A linguistic dilemma

I see an article in the Globe and Mail that says that “Franco-Ontarian parents have long complained that the province’s French-language schools admit too many pupils who aren’t French speakers, putting in jeopardy their children’s linguistic development … [and] … Now, Ontario’s French school boards are facing the prospect of a constitutional challenge over the effect of admissions practices that have resulted in nearly half of their students being non-francophone … [because] … A former school trustee, Basile Dorion, has secured funding to prepare a court case, arguing that franco-Ontarians are being deprived of their constitutional right to an education in their mother tongue … [and] … Mr. Dorion said the high number of anglophone students has effectively turned French schools into French-immersion programs. “They go there to learn French, not to learn in French,” he said in an interview.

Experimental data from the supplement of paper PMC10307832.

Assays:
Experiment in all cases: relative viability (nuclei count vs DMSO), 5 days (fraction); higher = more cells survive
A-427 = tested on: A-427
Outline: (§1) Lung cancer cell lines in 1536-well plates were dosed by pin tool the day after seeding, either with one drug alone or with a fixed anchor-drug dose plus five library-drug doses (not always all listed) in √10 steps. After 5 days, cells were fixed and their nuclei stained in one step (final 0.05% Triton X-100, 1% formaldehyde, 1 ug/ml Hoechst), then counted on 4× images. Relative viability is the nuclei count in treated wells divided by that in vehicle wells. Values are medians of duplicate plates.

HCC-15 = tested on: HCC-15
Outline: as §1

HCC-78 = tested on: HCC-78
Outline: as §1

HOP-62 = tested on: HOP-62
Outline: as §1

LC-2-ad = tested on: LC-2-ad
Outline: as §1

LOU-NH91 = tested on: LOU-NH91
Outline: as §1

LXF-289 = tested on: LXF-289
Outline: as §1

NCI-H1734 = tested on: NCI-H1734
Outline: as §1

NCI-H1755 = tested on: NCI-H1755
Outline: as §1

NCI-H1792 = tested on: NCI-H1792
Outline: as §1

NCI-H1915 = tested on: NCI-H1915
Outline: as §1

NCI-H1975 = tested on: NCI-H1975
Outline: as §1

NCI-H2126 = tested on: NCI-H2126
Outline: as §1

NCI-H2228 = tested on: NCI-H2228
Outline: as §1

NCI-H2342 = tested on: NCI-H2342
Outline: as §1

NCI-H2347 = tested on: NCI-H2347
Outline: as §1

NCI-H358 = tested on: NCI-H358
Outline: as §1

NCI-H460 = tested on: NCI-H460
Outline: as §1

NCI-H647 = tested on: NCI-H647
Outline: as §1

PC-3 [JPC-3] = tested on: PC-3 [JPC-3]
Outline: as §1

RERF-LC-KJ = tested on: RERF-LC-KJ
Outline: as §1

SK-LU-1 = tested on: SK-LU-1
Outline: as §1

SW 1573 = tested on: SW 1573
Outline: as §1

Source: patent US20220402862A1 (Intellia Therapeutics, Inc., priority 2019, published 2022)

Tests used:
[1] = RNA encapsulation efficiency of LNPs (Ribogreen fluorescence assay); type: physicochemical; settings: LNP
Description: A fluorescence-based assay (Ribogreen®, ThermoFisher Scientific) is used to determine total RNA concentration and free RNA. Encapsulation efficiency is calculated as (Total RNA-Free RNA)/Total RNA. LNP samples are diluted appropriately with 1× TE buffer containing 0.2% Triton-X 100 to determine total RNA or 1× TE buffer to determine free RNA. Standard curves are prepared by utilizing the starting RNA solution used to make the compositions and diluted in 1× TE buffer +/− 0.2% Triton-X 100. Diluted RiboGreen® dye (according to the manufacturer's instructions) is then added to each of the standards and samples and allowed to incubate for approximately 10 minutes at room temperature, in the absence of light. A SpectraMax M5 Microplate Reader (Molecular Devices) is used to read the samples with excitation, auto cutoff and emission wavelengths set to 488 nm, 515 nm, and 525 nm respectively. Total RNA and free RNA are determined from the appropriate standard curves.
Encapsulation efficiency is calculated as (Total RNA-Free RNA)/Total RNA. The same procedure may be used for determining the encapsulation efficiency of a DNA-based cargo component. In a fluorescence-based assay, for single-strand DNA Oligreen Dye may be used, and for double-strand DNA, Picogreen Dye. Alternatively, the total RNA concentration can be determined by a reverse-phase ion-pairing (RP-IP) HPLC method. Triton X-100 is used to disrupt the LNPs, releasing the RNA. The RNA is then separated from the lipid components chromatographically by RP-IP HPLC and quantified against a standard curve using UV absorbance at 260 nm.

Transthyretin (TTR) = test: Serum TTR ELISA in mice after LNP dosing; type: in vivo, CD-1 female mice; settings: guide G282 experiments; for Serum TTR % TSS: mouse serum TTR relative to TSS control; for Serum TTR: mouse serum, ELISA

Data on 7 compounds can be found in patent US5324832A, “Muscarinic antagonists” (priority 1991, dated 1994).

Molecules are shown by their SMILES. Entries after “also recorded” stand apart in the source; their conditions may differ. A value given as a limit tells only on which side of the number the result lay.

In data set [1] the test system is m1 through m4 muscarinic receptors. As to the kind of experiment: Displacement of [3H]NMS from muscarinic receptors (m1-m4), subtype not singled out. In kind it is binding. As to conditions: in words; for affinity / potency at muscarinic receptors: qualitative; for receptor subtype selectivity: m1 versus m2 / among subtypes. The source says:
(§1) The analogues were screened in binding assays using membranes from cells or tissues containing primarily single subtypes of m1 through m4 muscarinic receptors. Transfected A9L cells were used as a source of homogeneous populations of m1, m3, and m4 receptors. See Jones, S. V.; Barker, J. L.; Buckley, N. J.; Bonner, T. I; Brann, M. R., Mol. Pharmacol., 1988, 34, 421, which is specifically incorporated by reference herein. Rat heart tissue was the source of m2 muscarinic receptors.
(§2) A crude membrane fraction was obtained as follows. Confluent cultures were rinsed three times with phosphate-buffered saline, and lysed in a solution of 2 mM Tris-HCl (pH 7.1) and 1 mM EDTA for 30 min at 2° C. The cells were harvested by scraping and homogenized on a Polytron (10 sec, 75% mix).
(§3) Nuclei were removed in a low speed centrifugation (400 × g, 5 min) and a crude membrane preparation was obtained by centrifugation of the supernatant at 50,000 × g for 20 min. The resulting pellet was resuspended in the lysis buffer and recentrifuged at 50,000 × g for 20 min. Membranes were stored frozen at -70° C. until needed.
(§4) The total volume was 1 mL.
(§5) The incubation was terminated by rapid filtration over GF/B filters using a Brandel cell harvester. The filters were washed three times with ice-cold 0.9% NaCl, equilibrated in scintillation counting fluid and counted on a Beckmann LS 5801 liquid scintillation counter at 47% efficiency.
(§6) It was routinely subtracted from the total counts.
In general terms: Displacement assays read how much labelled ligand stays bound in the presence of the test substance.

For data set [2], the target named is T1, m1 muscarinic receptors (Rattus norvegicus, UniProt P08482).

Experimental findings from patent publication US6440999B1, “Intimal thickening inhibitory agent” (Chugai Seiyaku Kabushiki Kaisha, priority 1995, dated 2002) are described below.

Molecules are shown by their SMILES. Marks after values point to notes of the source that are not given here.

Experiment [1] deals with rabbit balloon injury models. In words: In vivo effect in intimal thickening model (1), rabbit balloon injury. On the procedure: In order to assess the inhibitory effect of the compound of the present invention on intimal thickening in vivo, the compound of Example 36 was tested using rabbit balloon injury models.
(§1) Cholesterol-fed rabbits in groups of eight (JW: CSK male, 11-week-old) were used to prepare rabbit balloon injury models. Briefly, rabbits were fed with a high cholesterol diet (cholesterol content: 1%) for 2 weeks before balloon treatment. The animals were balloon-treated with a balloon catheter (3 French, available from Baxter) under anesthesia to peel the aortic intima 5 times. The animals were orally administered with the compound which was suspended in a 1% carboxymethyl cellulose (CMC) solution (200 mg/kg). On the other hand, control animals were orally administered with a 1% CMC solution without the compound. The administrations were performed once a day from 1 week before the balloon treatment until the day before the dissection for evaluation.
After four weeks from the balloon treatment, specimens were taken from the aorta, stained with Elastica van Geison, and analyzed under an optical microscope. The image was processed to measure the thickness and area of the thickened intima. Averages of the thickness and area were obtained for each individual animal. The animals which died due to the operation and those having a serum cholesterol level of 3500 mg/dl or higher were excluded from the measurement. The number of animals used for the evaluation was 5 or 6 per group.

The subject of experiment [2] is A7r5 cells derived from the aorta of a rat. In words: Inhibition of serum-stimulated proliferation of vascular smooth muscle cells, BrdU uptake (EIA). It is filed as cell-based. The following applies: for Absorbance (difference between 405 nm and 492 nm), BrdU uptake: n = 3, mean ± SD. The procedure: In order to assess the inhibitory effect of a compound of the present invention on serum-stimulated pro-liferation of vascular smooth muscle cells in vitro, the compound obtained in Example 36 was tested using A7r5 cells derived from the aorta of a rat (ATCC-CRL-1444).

There, in a nutshell, is the linguistic dilemma that faces Canada: many Canadians want to learn French, some for its own sake, many because they understand the values of multilingualism, and some because the government of Canada says that many well paid, highly desirable public sector jobs are available only to those who can work in both official languages. Meanwhile, many French-Canadians say that they have a right to live and work in French and, in some provinces, to have their children educated in French, not just to learn French in school but to learn in French because it is their mother tongue, and they cite anecdotal (but legally persuasive?) evidence which suggests that this process of turning French schools into French-immersion programmes ~ which is, without a doubt part of the provincial government’s desire to make the best use of resources ~ deprives their children of a decent education in French.